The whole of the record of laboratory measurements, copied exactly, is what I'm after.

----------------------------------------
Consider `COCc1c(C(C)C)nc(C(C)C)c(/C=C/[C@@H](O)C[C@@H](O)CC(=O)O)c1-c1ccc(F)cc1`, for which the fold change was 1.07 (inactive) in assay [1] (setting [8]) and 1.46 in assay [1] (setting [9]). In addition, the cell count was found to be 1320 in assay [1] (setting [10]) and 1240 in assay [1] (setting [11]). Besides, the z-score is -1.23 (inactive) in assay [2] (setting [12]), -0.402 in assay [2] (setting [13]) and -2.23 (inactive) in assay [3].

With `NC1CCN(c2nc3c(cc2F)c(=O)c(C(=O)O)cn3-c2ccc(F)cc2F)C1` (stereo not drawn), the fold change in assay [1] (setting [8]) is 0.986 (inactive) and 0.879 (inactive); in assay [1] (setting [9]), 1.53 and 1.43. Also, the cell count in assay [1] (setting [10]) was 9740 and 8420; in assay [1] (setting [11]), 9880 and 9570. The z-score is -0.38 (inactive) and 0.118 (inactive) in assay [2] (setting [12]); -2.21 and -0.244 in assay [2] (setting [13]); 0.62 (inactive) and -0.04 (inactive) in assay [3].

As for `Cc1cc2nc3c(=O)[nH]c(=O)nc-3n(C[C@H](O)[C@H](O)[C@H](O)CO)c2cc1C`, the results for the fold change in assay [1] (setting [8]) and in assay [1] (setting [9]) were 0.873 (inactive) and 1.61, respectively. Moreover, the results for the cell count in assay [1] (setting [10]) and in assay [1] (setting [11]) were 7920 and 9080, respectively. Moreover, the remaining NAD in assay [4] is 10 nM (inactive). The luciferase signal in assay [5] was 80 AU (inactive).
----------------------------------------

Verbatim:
Consider `COCc1c(C(C)C)nc(C(C)C)c(/C=C/[C@@H](O)C[C@@H](O)CC(=O)O)c1-c1ccc(F)cc1`, for which the fold change was 1.07 (inactive) in assay [1] (setting [8]) and 1.46 in assay [1] (setting [9]). In addition, the cell count was found to be 1320 in assay [1] (setting [10]) and 1240 in assay [1] (setting [11]). Besides, the z-score is -1.23 (inactive) in assay [2] (setting [12]), -0.402 in assay [2] (setting [13]) and -2.23 (inactive) in assay [3].

With `NC1CCN(c2nc3c(cc2F)c(=O)c(C(=O)O)cn3-c2ccc(F)cc2F)C1` (stereo not drawn), the fold change in assay [1] (setting [8]) is 0.986 (inactive) and 0.879 (inactive); in assay [1] (setting [9]), 1.53 and 1.43. Also, the cell count in assay [1] (setting [10]) was 9740 and 8420; in assay [1] (setting [11]), 9880 and 9570. The z-score is -0.38 (inactive) and 0.118 (inactive) in assay [2] (setting [12]); -2.21 and -0.244 in assay [2] (setting [13]); 0.62 (inactive) and -0.04 (inactive) in assay [3].

As for `Cc1cc2nc3c(=O)[nH]c(=O)nc-3n(C[C@H](O)[C@H](O)[C@H](O)CO)c2cc1C`, the results for the fold change in assay [1] (setting [8]) and in assay [1] (setting [9]) were 0.873 (inactive) and 1.61, respectively. Moreover, the results for the cell count in assay [1] (setting [10]) and in assay [1] (setting [11]) were 7920 and 9080, respectively. Moreover, the remaining NAD in assay [4] is 10 nM (inactive). The luciferase signal in assay [5] was 80 AU (inactive).